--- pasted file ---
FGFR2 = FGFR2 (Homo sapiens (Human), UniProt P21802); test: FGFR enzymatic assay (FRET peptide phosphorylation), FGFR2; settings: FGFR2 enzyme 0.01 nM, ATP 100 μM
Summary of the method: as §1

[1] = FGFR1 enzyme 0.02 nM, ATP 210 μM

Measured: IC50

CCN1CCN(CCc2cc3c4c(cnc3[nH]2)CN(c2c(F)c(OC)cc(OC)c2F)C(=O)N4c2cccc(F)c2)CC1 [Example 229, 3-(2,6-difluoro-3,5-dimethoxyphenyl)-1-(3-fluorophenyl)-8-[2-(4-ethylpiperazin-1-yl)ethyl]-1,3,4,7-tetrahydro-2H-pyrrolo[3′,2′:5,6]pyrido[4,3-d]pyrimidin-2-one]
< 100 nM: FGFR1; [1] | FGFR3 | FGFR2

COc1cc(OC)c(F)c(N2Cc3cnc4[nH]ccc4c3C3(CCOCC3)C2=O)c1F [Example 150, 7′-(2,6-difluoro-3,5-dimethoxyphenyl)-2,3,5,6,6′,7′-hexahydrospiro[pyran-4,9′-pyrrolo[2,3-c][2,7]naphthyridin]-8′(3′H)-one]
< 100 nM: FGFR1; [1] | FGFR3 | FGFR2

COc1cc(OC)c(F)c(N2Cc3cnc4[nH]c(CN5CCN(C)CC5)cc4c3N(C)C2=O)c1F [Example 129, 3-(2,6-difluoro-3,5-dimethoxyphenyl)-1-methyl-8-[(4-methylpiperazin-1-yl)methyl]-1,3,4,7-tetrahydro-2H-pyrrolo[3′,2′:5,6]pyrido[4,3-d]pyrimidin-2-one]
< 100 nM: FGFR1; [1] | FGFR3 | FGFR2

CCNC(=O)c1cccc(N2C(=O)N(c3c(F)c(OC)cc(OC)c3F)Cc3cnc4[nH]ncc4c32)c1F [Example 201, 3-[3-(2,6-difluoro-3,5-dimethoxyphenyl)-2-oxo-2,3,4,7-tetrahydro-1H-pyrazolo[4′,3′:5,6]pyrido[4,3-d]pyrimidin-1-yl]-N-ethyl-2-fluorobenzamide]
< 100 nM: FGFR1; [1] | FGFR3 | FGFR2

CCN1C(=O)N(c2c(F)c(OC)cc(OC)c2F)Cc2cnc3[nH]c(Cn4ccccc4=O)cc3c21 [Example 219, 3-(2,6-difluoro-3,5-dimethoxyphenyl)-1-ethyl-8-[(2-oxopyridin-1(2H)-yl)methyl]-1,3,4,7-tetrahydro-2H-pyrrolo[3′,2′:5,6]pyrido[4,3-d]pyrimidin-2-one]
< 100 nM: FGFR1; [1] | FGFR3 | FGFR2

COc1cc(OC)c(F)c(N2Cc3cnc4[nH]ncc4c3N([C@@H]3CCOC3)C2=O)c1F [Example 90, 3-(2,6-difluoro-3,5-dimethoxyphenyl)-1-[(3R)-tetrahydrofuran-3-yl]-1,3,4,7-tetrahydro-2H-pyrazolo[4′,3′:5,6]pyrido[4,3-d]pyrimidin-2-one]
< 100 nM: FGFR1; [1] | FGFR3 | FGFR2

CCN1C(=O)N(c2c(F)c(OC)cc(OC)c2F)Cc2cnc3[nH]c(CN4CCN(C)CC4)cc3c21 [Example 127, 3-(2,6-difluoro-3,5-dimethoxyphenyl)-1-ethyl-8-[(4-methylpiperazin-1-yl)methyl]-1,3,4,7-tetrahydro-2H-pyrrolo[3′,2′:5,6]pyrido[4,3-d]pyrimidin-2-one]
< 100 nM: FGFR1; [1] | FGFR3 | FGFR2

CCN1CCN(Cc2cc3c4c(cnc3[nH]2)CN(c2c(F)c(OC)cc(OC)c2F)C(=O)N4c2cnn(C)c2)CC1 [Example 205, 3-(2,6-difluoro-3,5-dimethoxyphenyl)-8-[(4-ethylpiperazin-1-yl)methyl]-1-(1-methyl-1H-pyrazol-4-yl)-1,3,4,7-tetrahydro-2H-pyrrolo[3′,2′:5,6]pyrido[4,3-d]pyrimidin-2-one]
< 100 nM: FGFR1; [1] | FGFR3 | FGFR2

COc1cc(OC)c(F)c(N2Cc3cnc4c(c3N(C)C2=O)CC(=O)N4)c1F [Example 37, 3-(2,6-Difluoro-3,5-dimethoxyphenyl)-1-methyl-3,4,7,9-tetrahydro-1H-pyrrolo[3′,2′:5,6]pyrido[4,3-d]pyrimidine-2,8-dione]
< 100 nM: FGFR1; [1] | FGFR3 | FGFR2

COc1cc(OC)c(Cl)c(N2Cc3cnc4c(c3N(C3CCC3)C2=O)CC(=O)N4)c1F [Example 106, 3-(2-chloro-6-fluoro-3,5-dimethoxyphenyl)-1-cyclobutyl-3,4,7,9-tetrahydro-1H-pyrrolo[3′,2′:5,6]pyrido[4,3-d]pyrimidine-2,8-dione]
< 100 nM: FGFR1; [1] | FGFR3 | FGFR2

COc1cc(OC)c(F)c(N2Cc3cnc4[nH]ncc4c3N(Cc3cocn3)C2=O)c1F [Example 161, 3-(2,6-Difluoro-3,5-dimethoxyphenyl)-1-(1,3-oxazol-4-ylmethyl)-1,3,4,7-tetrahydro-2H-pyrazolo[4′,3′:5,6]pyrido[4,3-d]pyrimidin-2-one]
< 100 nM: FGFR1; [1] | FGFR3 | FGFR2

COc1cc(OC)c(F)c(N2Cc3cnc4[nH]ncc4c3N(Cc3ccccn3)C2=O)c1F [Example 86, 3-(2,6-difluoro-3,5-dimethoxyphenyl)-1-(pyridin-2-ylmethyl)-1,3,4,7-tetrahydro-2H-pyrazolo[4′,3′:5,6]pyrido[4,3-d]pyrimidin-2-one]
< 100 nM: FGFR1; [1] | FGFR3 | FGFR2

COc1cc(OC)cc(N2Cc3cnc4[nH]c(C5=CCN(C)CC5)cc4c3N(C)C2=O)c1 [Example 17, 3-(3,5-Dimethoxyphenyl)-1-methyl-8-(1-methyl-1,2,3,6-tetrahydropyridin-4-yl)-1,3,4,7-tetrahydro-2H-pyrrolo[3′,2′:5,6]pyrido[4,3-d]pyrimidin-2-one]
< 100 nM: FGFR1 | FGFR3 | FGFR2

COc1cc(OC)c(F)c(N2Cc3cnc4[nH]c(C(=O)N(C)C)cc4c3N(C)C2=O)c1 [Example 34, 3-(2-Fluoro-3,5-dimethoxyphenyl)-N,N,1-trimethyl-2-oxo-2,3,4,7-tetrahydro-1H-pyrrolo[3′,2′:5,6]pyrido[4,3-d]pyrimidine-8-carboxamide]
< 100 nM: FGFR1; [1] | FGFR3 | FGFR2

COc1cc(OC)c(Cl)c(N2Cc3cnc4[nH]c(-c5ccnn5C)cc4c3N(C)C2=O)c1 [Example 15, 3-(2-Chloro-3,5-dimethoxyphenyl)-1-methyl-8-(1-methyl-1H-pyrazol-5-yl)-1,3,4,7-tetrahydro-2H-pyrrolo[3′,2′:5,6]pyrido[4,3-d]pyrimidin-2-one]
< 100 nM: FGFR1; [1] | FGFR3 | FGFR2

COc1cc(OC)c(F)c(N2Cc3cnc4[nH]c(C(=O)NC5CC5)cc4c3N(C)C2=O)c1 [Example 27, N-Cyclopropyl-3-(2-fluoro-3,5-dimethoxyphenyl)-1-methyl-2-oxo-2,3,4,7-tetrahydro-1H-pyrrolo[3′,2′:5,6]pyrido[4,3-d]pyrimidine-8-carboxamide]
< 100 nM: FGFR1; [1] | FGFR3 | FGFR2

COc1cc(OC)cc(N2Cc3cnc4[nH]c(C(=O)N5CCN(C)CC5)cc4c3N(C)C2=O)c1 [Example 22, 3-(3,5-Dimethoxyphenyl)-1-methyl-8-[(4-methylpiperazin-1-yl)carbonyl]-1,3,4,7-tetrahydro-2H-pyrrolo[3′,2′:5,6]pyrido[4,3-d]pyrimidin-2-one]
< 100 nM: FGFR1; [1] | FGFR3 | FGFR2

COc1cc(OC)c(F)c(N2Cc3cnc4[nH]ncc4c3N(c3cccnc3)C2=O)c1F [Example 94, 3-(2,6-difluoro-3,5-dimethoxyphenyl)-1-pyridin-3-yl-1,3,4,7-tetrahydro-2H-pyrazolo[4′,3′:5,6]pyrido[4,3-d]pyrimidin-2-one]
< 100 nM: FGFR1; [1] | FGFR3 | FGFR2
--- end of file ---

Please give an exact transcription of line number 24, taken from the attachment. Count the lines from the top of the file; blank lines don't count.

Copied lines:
< 100 nM: FGFR1; [1] | FGFR3 | FGFR2